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The Case for Community Management - It's Crucial

  |  June 21, 2011   |  Comments

Having a clearly defined strategic roadmap and set of processes and practices defined for community management is key to driving digital success.

With all the discussion around social media, content, and commerce circling around, I often find one very crucial part of the conversation absent - the discussion about community management.

Often thought of as a role for an intern or junior employee, community management is a misunderstood and sometimes undervalued aspect of social media and digital marketing. It is content and community management interwoven together in a cohesive strategic approach that drives engagement and digital marketing success.

It's important to consider that community management is more than simply posting content and replies to consumers online - it requires a sophisticated "art meets science" approach that leverages data and insights to fuel real-time decisions and adaptive engagement strategy.

Amanda Peters, senior audience manager within iCrossing's Live Media Studio, defines community management as "the practice of Building, Engaging and Amplifying customer segments, including current customers, prospects and influencers, to drive measurable marketing results." Peters further explains that successful social media programs depend on active participation in the digital dialogue and fostering relationships with audiences. As a result, audience management leads to:

  • Increased brand awareness
  • Visibility and referral traffic
  • Higher brand affinity and brand recall
  • Increased traffic and sales
  • Measurable word-of-mouth
  • Customer loyalty and deeper relationships
  • Product development and innovation
  • Long-term customer relationship management

When defining an approach to community management, start with your objectives. Are your goals to reach new customers? Solve for customer service issues and reduce calls to the call center? Drive sales? After defining objectives, a research phase should focus on answering key questions about your audience segments that will guide the development of your content and community management approach:

  • Who is the audience?
  • How large is the audience?
  • Who qualifies? Why?
  • What characteristics do they share?
  • What do they care about?
  • What do they talk about?
  • Who do they talk to?
  • How do they interact?
  • Where are they currently active online?
  • How do you contact/intercept them?

Your community manager should go through intensive brand immersion, to truly understand the voice of the brand. It is also recommended that your community manager be familiar with WOMMA's code of ethics, which focuses on three pillars for engagement:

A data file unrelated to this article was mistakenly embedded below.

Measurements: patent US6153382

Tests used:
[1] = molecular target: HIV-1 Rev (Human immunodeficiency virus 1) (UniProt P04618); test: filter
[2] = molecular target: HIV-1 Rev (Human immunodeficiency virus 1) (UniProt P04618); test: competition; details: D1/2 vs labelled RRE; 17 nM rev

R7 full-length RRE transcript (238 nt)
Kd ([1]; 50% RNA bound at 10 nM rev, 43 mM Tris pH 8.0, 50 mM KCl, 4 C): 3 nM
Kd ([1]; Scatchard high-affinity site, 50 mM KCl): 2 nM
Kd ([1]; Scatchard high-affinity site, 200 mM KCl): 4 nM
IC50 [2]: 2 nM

• Honesty of relationships: Always identify the company you are representing.
  • Honesty of opinion: Say what you believe.
  • Honesty of identity: Never lie about who you are.

Additionally, a community manager should have a toolkit consisting of a robust community governance and escalation policy, a listening platform (such as Radian6 or BuzzMetrics), access to your marketing performance data (e.g., display data, search data), and a monthly master content and engagement calendar that is updated and optimized based on cross-channel performance data and insights. It's important that your community manager is an embedded part of your digital marketing team, and that they have access to cross-channel insights in order to better understand opportunities for engagement. Remember, your community manager's input is valuable to the rest of your marketing organization, and should have the opportunity to regularly share their knowledge of your brand's consumers to the larger marketing team so that these inputs may help inform strategic marketing decisions.

When community managers are well-equipped and leverage a holistic view of marketing goals and performance to inform their engagement activities, you get results. In one example, a financial services brand significantly increased customer advocacy, traffic, and visibility and drove deposits from measurable word-of-mouth based on a strategically crafted content and community management strategy as the core element of their overall social media and digital marketing program.

Community management is a skill that requires discipline and cultivation - remember, the voice of your brand is in the hands of your community manager. Having a clearly defined strategic roadmap and set of processes and practices defined for community management is key to driving digital success.



Alisa Leonard

As vice president, strategy and planning, Alisa Leonard focuses on building connected brands through the strategic interplay of content and community across bought, earned, and owned media. She provides strategic guidance to iCrossing's Live Media Studio, a team of EMMY-nominated web content producers and WOMMA-trained audience managers who execute real-time engagement. Alisa and her team have helped develop social media strategies for top brands, including bebe, Billboard.com, Ally Bank, and BMW, Facebook's no. 1 auto brand.

Alisa doesn't just preach social to clients; she lives it. As a recognized thought leader in social media, she's been named one of AdWeek's "Top 50 Marketers on Twitter" and one of Direct Marketing News' "30 Under 30" marketers to watch. Alisa frequently speaks at industry events, including SXSW Interactive, Web 2.0 Expo, ad:tech, and Social Media Week. She also contributes to Mashable.com and ReadWriteWeb.com, and is the chair of communications for the DataPortability Project – an organization driving thought leadership on the future of the web.

Alisa earned a degree in English from Brigham Young University.

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